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Ms Jhuti made a protected disclosure to her line manager regarding what she perceived to be irregularities in the way that customers were being offered incentives. As a result of this disclosure, the manager subjected her to continual performance criticism and left a 'paper trail' of poor performance reviews. Ms Jhuti complained to HR that she was being harassed because she had made disclosures. Ultimately she raised a formal grievance and was signed off work.
The decision was taken to dismiss Ms Jhuti for inadequate performance by an investigating manager, who was deliberately misled by the line manager's performance reports and had no knowledge of her protected disclosure.
Ms Jhuti brought a claim for unfair dismissal as a result of making protected disclosures.
What Did the Tribunals Decide?
The Employment Tribunal (ET) held that the decision to dismiss Ms Jhuti was not automatically unfair dismissal due to a protected disclosure. It found that as the investigating manager was unaware of the protected disclosures, the principal reason for her dismissal could consequently not be as a result of her making protected disclosures.
The Employment Appeal Tribunal (EAT) overturned the ET's ruling on the basis that, although the decision was made by the investigating manager who was ignorant of the protected disclosures, the line manager responsible for Ms Jhuti was fully aware and consciously manipulated the situation. As such, his actions could be attributed to the employer in terms of the decision to dismiss.
In this broader interpretation, Ms Jhuti was dismissed as a result of having made protected disclosures and was subject to detriment from the moment that she made the disclosure to her line manager and he unfairly scrutinised her performance.
The Court of Appeal Decision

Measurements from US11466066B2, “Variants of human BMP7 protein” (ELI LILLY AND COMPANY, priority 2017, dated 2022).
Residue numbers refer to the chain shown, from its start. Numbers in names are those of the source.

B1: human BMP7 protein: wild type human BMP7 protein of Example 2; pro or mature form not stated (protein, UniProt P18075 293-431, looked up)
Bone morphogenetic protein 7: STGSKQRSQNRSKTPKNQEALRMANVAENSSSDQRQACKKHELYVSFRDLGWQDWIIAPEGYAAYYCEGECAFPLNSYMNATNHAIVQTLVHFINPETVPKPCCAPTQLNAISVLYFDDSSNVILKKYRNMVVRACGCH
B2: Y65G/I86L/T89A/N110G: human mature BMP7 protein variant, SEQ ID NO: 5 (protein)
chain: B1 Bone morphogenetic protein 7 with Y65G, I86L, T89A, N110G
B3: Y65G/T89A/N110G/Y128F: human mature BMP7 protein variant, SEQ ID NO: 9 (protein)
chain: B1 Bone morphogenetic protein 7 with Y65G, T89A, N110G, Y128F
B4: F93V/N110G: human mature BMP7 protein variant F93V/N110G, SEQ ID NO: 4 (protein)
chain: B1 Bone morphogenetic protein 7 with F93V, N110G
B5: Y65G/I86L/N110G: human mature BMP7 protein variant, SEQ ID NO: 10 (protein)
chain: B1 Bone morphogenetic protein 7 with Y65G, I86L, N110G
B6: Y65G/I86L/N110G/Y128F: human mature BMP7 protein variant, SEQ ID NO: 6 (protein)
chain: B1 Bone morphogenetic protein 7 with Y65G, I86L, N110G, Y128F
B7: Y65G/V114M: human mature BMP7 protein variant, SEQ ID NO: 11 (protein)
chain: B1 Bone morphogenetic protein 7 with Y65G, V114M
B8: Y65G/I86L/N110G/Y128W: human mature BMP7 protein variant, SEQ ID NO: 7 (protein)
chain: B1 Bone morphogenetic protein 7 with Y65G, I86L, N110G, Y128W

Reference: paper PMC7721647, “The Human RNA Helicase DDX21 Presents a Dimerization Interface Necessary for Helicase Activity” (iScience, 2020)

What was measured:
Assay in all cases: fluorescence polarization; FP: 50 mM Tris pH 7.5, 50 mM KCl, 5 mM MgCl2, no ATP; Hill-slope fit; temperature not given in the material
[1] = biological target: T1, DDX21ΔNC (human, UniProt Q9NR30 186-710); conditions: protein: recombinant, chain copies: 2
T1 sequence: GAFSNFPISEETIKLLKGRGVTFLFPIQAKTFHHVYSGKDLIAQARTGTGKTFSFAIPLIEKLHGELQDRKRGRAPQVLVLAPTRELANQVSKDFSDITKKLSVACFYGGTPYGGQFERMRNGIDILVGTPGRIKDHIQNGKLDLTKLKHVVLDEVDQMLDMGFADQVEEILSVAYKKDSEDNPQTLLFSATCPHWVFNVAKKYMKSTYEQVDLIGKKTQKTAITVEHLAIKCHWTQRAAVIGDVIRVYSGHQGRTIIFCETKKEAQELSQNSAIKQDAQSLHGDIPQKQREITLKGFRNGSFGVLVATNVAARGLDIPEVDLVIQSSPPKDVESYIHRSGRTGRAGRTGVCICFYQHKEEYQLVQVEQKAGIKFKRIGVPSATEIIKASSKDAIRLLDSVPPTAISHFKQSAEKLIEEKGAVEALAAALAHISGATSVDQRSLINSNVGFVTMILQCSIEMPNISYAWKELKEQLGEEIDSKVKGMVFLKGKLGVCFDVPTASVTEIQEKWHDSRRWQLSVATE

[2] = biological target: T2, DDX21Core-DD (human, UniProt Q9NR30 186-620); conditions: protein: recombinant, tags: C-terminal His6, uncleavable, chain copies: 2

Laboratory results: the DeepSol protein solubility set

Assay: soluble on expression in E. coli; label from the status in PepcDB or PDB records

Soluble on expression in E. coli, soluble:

The Court of Appeal (CA) overturned the EAT's decision and held that, when determining unfair dismissal on the basis of a protected disclosure, the tribunal are only required to consider the motivations of the person who was responsible for the decision to dismiss. It rejected the finding of the EAT that the employer should be held responsible for the 'manipulator's' actions.
The CA stressed that in order to find that an unfair dismissal has taken place, there must have been unfairness by the employer. Unless unfair conduct by individual managers or employees can be attributed to the employer, it is immaterial to cases of unfair dismissal.
In reversing the EAT's decision, the CA did consider that the position may be different if the person taking the decision to dismiss was less senior than the person who was responsible for manipulating the dismissal decision (such as a senior employee or a CEO).
This case highlights the importance of conducting an investigation appropriate to the circumstances before a decision is taken to dismiss an employee.
Employers must ensure that they have in place clear whistleblowing policies and all employees are aware of their respective rights and responsibilities in relation to this.
When conducting investigations, employers must be aware of the possibility that managers may have attempted to conceal disclosures or manipulated the facts to the detriment of the employee under investigation. In certain circumstances, it would therefore be advisable for investigators to check that no protected disclosures have been made. In this case the investigating manager did not interview Ms Jhuti because she was on sick leave. Had she done so, the Line Manager's manipulation may have been exposed.
Although the decision maker's ignorance was sufficient in this case for the employer to negate liability for unfair dismissal, this may not be the position in every instance of manipulation of facts. If the manipulator is in a more senior position than the decision maker and they in turn influence the decision maker's motivation for dismissal, this may amount to unfair dismissal.